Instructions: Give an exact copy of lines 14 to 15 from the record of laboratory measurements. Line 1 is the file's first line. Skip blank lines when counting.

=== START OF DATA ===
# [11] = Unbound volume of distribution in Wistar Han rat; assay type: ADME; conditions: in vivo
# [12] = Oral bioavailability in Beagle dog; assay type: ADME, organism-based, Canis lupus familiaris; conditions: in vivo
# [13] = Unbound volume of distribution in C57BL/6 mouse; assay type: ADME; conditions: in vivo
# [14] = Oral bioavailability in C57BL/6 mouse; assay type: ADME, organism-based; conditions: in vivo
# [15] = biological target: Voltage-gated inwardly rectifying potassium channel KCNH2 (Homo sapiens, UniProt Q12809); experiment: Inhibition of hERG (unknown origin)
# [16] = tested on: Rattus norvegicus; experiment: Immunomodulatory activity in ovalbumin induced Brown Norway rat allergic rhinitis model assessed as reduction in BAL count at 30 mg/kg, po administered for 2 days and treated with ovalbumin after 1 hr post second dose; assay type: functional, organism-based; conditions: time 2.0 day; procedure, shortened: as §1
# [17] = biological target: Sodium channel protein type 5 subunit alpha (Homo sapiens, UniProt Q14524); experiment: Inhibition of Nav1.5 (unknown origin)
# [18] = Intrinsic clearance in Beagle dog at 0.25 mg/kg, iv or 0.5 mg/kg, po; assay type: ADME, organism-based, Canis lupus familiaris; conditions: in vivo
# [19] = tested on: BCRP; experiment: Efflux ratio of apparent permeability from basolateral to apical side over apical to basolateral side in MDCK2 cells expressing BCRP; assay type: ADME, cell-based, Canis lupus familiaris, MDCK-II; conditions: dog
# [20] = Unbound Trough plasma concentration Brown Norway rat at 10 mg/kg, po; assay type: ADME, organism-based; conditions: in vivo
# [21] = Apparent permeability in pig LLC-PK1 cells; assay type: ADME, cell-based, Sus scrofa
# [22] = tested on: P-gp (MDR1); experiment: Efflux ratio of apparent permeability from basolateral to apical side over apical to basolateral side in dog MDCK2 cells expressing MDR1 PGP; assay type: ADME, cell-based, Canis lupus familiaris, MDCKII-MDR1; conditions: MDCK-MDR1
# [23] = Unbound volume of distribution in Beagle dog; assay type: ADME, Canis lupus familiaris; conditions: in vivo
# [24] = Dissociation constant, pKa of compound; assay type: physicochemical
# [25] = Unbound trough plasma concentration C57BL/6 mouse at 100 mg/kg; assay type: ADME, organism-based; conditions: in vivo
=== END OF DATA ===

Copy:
# [24] = Dissociation constant, pKa of compound; assay type: physicochemical
# [25] = Unbound trough plasma concentration C57BL/6 mouse at 100 mg/kg; assay type: ADME, organism-based; conditions: in vivo